FIN-FSA Issues Supervision Release on Deputy Members’ Responsibility and Their Participation in the Decision-making of the Boards of Insurance Companies
On 30 September 2021, the Finnish Financial Supervisory Authority (“FIN-FSA”) issued a Supervision Release regarding the liability and participation in decision-making of deputy members that serve on the boards of insurance companies.
When can a deputy member be held liable?
The release notes that deputy board members ordinarily serve on the board on behalf of an ordinary board member only when the ordinary member is temporarily or permanently prevented from discharging their duties. A deputy member of the board accordingly has the rights and obligations of a member of the board when serving in the stead of an ordinary member.
However, the release further notes that if a deputy board member attends a board meeting even when the deputy member is not serving as a replacement for an ordinary member, the status of the alternate member must be considered on a case-by-case basis based on the circumstances affecting the decision-making process.
A deputy member may be deemed responsible for the decisions made if the deputy member behaves in the manner of an ordinary member at a board meeting. This means that they exercise real influence over the company’s affairs, for example by participating in drafting proposals or by influencing the final text of the board’s decisions by exercising the right to speak at the meeting.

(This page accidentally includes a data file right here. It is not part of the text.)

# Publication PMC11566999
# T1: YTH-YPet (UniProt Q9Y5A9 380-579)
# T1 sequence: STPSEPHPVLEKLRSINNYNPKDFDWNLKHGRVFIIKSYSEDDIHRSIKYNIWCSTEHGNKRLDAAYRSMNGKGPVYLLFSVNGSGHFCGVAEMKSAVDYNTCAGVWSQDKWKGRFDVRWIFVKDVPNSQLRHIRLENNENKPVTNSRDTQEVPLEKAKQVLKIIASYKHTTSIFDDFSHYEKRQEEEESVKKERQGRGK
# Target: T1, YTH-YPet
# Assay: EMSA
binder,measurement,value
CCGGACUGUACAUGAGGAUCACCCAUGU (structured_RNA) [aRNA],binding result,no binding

The FIN-FSA’s recommendations
With consideration to the clarity of management systems and the supervision of those responsible, the FIN-FSA recommends that only ordinary members of the board and any deputies serving in their absence participate in the decision-making discussions of the board.
The FIN-FSA recommends
- that deputy board members attend board meetings only when serving in place of ordinary members, or
- if a deputy member is attending a board meeting in some other capacity than as a replacement for an ordinary member, the minutes of the meeting should clearly indicate the content of the spoken contributions made by the deputy member and disclose the other manners in which they contributed to the meeting.
This recommendation applies to non-life, life, and employee pension insurance companies.
Implications of the FIN-FSA release
The FIN-FSA supervises e.g. the decisions made by the boards of insurance companies in addition to the other activities undertaken by these companies. The FIN-FSA’s most recent recommendation expressly states that it only applies to certain kinds of insurance companies.
The entities supervised by the FIN-FSA include insurance companies and pension companies as well as other companies operating in the insurance sector in addition to banks, investment firms, fund management companies and the Helsinki Stock Exchange.
As such, the recommendations issued by the FIN-FSA are widely monitored and, consequently, the impact of the recommendations issued in the most recent FIN-FSA release may extend beyond the insurance companies primarily targeted with the release and the related recommendations.
Concerns and questions regarding liability